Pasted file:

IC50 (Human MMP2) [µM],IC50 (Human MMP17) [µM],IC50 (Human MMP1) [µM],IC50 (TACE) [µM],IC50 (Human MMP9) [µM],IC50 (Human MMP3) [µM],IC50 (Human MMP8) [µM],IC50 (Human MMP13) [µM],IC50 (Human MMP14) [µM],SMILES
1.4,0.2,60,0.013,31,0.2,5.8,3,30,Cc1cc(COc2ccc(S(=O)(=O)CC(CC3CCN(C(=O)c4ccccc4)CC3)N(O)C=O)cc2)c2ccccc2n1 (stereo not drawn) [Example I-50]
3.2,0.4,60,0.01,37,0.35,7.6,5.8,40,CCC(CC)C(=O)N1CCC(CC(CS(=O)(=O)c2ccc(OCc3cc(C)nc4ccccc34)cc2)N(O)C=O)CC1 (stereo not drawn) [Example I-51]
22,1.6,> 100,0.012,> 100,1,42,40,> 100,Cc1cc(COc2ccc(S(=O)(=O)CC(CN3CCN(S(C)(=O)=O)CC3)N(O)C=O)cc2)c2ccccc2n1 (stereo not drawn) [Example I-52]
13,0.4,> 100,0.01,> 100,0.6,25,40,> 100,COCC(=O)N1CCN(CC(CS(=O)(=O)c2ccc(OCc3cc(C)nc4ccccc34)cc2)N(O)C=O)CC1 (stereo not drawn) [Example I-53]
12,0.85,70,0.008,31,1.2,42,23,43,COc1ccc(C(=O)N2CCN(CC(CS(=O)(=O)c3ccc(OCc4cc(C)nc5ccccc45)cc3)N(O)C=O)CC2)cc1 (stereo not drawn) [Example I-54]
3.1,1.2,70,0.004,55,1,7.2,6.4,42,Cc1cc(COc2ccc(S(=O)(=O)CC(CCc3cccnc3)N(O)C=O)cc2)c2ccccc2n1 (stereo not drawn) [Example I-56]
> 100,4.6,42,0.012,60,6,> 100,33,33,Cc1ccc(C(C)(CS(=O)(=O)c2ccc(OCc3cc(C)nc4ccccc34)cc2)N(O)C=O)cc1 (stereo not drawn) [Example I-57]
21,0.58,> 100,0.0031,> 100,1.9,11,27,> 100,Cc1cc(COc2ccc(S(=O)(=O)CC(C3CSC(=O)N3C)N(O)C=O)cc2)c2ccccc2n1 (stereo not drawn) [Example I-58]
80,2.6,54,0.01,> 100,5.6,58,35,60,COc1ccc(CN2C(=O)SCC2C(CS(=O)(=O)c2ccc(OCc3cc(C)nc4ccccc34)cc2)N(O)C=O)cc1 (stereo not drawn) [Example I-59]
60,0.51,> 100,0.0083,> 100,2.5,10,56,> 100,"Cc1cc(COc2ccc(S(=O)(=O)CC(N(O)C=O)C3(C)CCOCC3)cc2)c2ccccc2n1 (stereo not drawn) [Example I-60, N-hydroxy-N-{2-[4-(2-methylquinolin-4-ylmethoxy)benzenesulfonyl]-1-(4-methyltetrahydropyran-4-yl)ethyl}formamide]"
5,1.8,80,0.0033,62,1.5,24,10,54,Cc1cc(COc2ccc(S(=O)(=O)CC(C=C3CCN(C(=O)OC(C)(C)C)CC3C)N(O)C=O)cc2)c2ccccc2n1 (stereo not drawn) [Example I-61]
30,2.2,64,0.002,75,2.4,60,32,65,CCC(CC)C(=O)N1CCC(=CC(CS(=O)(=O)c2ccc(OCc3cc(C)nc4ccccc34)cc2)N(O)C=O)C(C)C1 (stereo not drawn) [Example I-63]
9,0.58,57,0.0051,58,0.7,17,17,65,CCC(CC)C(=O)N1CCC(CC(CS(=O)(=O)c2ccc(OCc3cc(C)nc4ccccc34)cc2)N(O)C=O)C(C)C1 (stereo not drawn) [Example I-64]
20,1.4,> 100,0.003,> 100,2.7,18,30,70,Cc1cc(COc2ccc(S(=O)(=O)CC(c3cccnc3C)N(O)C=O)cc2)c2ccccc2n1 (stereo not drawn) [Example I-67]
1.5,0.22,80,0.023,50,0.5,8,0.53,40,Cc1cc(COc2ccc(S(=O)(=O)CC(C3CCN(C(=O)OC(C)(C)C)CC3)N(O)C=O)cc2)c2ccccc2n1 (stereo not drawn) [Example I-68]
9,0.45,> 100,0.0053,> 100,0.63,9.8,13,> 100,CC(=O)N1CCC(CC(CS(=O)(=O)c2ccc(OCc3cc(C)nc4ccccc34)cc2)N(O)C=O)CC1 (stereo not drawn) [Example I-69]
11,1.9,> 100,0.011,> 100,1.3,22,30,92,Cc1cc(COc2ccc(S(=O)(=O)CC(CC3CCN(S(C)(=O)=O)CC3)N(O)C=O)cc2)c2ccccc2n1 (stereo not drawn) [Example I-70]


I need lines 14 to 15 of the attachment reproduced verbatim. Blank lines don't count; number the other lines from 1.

9,0.58,57,0.0051,58,0.7,17,17,65,CCC(CC)C(=O)N1CCC(CC(CS(=O)(=O)c2ccc(OCc3cc(C)nc4ccccc34)cc2)N(O)C=O)C(C)C1 (stereo not drawn) [Example I-64]
20,1.4,> 100,0.003,> 100,2.7,18,30,70,Cc1cc(COc2ccc(S(=O)(=O)CC(c3cccnc3C)N(O)C=O)cc2)c2ccccc2n1 (stereo not drawn) [Example I-67]